Tuesday, August 14, 2012
High court will re-open case thought to be finished.
It's the case that won't end. The South Carolina Supreme Court has agreed to hear the appeal to the ethics case against Gov. Nikki Haley. The ethics charges against Haley were first filed by rival John Rainey last November. They were dismissed in March by a circuit court. The following month, the State Ethics Commission opened up a probe into Haley's finances and unanimously cleared her of any wrongdoing. But then Joan Brady, an Ethics Committee member, suggested the State Attorney Alan Wilson look into the case--even though Brady had just cleared the governor of any misdeeds. In May, the Ethics Committee re-opened its investigation. In June, there was a hearing, during which Haley ripped Rainey as a "racist, sexist bigot." The day after …
Wednesday, May 30, 2012
Panel will look into accusations that governor illegally lobbied while serving in legislature.
Wednesday, May 30, 2012
On Wednesday evening, Haley responded via her Facebook page: "It's a shame that South Carolina's backwards political system is once again failing the people and that politics are trumping the law. I will do what I have done time and again throughout this process, before and after the claims were dismissed: be open and honest about my work as a legislator, and stay focused on the things that matter to South Carolina: getting our economy moving and reforming the backwards, good ole boy system of government that so clearly still thrives." ---------- The South Carolina House Ethics Committee has voted to reopen a probe into whether Gov. Nikki Haley illegally lobbied while serving in the state legislature. The unanimous vote reverses a …
Tuesday, March 27, 2012
Democrats ask Haley to follow former Gov. Sanford's lead
House Democrats want Gov. Nikki Haley to take a confidentiality cue from an unlikely source: disgraced former Gov. Mark Sanford. A circuit court judge dismissed an ethics lawsuit filed by Republican activist John Rainey against Haley last week, but that case could still land in front of the House Ethics Committee. If it does, Democrats want Haley to waive her right to confidentiality. “The public deserves to know if their governor is under investigation,” said Minority Leader Harry Ott. “If a complaint is filed against the Governor and she has nothing to hide, this is a great opportunity for her to live up to her ‘transparency’ rhetoric.” If Haley does not waive her right to confidentiality, the Ethics Committee could not even disclose …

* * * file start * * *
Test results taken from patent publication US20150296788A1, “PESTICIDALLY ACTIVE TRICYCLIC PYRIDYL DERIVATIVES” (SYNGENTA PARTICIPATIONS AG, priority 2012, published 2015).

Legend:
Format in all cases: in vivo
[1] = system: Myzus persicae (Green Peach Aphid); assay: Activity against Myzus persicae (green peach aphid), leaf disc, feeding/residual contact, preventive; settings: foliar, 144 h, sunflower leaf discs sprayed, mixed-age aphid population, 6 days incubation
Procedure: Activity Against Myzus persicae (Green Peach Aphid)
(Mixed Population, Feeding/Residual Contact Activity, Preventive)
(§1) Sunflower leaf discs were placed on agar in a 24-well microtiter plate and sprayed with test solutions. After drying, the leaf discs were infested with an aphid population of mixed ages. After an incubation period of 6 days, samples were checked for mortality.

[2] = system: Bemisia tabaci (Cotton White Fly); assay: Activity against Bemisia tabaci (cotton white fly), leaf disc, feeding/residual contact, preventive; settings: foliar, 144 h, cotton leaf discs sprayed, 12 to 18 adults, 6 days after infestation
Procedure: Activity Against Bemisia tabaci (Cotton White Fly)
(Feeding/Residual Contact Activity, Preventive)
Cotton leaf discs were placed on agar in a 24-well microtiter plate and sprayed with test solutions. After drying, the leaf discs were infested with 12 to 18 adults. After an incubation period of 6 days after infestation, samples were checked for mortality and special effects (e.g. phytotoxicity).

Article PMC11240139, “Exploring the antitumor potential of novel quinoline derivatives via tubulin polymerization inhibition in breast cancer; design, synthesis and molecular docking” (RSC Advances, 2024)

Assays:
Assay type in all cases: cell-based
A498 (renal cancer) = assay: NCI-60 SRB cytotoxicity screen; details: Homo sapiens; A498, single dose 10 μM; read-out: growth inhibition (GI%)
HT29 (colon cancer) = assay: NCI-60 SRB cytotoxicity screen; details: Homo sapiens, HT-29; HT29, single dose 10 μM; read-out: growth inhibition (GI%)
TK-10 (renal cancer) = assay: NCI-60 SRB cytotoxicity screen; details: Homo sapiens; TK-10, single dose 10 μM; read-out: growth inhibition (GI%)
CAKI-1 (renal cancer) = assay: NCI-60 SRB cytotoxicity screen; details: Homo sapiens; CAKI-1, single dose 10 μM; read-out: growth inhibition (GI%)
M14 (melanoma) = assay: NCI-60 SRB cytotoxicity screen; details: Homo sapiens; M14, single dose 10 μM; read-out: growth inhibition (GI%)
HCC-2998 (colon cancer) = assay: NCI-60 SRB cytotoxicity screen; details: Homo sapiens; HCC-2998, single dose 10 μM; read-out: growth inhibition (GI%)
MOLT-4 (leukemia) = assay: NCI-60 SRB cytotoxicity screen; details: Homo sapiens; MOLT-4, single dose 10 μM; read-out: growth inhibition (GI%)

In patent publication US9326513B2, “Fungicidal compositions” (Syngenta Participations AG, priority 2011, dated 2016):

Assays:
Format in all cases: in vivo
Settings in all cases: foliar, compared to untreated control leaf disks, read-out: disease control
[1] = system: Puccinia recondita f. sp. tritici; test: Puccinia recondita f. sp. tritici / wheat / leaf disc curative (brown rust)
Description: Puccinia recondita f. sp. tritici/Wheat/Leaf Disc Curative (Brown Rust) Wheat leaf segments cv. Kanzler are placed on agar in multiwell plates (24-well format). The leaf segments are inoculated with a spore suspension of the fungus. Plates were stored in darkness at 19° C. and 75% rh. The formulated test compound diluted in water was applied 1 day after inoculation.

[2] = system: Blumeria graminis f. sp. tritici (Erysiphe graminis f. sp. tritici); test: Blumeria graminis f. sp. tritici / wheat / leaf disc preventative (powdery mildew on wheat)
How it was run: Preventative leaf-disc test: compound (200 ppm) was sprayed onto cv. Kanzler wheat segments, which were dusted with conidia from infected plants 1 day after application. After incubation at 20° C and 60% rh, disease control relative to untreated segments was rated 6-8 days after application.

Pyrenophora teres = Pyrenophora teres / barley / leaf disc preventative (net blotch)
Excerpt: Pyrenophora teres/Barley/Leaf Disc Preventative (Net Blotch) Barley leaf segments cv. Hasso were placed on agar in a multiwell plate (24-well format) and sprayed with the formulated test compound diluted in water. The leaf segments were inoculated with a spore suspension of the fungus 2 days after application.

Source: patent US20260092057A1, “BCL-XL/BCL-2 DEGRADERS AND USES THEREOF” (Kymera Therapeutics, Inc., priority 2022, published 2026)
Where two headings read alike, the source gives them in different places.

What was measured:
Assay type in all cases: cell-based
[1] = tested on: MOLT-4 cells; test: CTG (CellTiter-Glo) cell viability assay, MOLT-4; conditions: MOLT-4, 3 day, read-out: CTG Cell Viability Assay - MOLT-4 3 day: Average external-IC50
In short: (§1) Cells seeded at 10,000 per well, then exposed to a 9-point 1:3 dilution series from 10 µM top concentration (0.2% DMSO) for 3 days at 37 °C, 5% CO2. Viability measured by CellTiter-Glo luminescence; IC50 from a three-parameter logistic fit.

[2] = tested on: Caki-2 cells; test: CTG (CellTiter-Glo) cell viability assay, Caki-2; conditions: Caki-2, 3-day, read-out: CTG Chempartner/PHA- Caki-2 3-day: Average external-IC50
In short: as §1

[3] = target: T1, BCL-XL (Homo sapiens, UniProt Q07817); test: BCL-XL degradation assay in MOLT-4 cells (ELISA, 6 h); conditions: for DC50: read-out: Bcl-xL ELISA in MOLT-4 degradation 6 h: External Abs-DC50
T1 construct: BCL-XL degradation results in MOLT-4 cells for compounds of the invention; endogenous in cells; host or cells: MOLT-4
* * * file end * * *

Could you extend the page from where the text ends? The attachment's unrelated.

Wednesday, March 21, 2012
Fifth Circuit judge dismisses John Rainey's lawsuit
A South Carolina judge dismissed a lawsuit filed against Gov. Nikki Haley Wednesday, removing the case from the court system but not clearing Haley of wrongdoing. Fifth Circuit Judge Casey Manning ruled that his court was not the proper venue to decide a case involving alleged ethics violations that occurred while Haley served in the House of Representatives. John Rainey's lawsuit alleged that Haley violated multiple ethics laws, including illegally lobbying for her former employer, Lexington Medical Center, while she was a state representative. Haley's lawyers attempted to have the lawsuit thrown out by the S.C. Supreme Court in January, but the justices upheld the circuit court's right to hear it. With the ruling dismissed from circuit …
Thursday, November 17, 2011
Suit asks court to decide whether or not Haley used her office for personal gain while she was working in the South Carolina General Assembly.
A former chairman for the Board of Economic Advisors has filed suit against Gov. Nikki Haley, questioning whether or not she broke ethics laws while she was serving in the state's House of Representatives. The lawsuit was filed Thursday in Richland County on behalf of prominent GOP fundraiser John Rainey, and focuses on the then-representative Haley's job as a fundraiser for the Lexington Medical Center, and whether or not she used her position as a lawmaker for personal benefit by working as a lobbyist. "While serving in the House, Haley exploited her public office for personal financial gain by trading on her influence and office to benefit corporations that were paying her money," the lawsuit reads, referencing immediately her role at …